When Michelle Carter was hit with manslaughter charges for her role in the suicide of her boyfriend Conrad Roy, the news rocked a grieving family and consumed the nation.
The investigation and Carter's role are back in the spotlight following the premiere of the Hulu limited series, "The Girl from Plainville."
ABC News is taking a look back at the case with a two-hour "20/20" airing on April 8. The program looks at the three-year investigation and trial, and includes interviews with Roy’s family.
"I don't think that she helped him kill himself," Roy's aunt, Kim Bozzi, told ABC News' "20/20" in 2017. "I think she forced him to kill himself."
Roy, 18, died of carbon monoxide poisoning inside his truck, which was parked outside of a Kmart in Fairhaven, Massachusetts on July 12, 2014. Roy, in a note he left behind, apologized and asked his family to "live life to the fullest."
Bozzi said Roy struggled with depression, and the family tried to help him deal with his mental health issues.
Evidence recovered by investigators showed that Roy shared his inner turmoil and thoughts with Carter, with whom he had an online relationship.
Prosecutors said that Carter, then 17, had been texting Roy for months about his bouts with depression and, in some messages, encouraged him to go forward with his suicide. She was arrested in 2015 and charged with involuntary manslaughter. Carter's trial, decided by Massachusetts Judge Lawrence Moniz and not a jury, began two years later.
During the two-week bench trial, some of the text exchanges following Roy's death were read aloud with Roy's family in attendance.
"I could’ve stopped him," Carter texted a classmate two months after Roy's death, according to testimony during the trial. Carter texted that she and Roy were on the phone the day of his suicide when Roy "got out of the car ... he was scared." Carter texted that she "told him to get back in."
Bozzi said the most "unbelievable" part of Carter's actions was "how she acted after the fact."
"She texted my niece a couple of hours later, 'Hey, do you know where your brother is?' Then she texted his mom the next day, 'Oh, hey, have you heard from Conrad?' Knowing all along," she said.
Carter's defense attorney claimed that she had previously tried to talk Roy out of harming himself, pointing to one conversation where Roy told Carter he regretted dragging her into his plans to kill himself.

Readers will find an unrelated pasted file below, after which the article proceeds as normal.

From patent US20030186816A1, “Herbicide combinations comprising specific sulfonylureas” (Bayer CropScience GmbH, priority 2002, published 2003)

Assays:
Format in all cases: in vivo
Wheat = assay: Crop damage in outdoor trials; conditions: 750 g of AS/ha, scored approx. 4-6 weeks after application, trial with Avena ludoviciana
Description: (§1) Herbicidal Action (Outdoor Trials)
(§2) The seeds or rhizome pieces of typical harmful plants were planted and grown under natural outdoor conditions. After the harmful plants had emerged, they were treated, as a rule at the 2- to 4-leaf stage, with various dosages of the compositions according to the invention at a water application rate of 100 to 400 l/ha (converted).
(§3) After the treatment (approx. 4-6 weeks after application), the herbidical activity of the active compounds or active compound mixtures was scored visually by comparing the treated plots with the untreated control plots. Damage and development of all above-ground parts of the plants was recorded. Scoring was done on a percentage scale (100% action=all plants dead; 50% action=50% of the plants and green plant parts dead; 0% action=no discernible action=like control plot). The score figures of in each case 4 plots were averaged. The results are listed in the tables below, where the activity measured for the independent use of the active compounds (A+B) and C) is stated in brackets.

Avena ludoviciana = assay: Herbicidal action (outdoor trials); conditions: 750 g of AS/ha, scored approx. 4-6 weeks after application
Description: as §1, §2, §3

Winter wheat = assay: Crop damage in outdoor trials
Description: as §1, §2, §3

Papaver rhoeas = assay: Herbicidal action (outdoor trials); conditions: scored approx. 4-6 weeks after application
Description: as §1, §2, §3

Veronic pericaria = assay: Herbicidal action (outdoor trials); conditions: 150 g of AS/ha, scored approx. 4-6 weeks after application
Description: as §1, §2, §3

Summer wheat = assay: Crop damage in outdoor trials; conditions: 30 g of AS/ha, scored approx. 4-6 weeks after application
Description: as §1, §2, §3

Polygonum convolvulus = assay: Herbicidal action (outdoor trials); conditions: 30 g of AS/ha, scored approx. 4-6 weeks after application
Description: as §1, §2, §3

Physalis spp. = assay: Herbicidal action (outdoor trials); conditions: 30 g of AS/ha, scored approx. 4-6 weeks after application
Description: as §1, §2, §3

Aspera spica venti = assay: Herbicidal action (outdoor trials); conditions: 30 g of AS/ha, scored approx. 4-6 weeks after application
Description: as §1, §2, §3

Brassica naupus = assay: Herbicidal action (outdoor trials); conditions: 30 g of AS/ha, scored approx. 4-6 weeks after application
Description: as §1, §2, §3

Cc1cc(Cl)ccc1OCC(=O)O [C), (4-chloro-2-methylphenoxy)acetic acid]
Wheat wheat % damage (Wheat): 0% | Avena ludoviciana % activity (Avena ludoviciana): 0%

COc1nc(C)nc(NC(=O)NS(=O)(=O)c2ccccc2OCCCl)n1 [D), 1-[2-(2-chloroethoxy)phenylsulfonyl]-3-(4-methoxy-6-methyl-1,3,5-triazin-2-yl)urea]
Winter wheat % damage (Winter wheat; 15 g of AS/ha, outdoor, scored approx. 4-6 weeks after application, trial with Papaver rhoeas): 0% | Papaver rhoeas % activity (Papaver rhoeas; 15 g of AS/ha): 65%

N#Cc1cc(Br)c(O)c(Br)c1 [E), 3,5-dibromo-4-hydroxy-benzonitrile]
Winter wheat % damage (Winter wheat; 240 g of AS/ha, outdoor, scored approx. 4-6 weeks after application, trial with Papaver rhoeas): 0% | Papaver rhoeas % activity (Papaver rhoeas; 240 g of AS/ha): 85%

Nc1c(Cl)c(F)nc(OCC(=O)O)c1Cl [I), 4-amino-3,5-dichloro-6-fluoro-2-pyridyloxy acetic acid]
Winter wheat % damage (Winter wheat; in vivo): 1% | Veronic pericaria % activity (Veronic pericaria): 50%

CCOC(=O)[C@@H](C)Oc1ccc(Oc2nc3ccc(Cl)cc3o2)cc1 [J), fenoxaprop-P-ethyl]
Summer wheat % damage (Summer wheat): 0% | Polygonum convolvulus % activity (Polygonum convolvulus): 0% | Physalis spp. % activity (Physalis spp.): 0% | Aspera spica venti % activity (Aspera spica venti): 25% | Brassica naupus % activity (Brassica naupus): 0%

Ultimately, Moniz found Carter guilty of involuntary manslaughter and described her behavior as "reckless."
While announcing the verdict, Moniz said that Carter instructed Roy "to get back into the truck, well knowing of all of the feelings he [had] exchanged with her, his ambiguities, his fears, his concerns."
The judge sentenced Carter to 2 1/2 years in prison with 15 months served and the rest suspended. She was also sentenced to five years probation.
Bozzi asked the judge to give Carter a 20-year sentence in a letter before the sentencing.
"She has to live the rest of her life in her skin, as her. One of the most hated people in the country, so good luck with that," Bozzi told "20/20" after the sentencing.
After nearly two years of unsuccessful court appeals, Carter began her sentence in 2019 and, in January 2020, she was released early from prison for good behavior.
Carter has kept a low profile since her release. Her attorney, Joseph Cataldo, told "20/20" that she's "remorseful over the situation."
"She’s come to grips with it. She understands," he told "20/20."
A dramatized version of Carter and the Roy family and their story is playing out on "The Girl from Plainville," which premiered on Hulu on March 29. Hulu is a division of Disney, ABC’s parent company.
Elle Fanning plays Michelle Carter and Chloë Sevigny plays Lynn Roy, Conrad's mother. Fanning told "Good Morning America" that she approached telling the story in an unbiased manner.
"Everyone definitely had an opinion about this case. It definitely shocked the nation and we wanted to kind of dig deeper and look at more sides to it," she told GMA.
Neither the Roy nor Carter families were involved with the production of the Hulu show.
Lynn Roy, Conrad's mother, told ABC News that she hasn't seen the show, but wants to keep the focus on her son and mental health awareness.
In the meantime, she's working to ensure that in the future, anyone who coerces someone into killing themselves will face harsher punishments. Lynn Roy has been calling on state lawmakers to pass "Conrad's Law," which would require a minimum 5-year sentence for anyone who is convicted of such an act.
Lynn Roy said she hopes that something positive can come out of her son's passing.
"I will never stop honoring him and carrying him with me," she said.
If you are struggling with thoughts of suicide or worried about a friend or loved one, help is available. Call the National Suicide Prevention Lifeline at 1-800-273-8255 [TALK] for free, confidential emotional support 24 hours a day, 7 days a week.
ABC News' Emily Shapiro and Doug Lantz contributed to this report.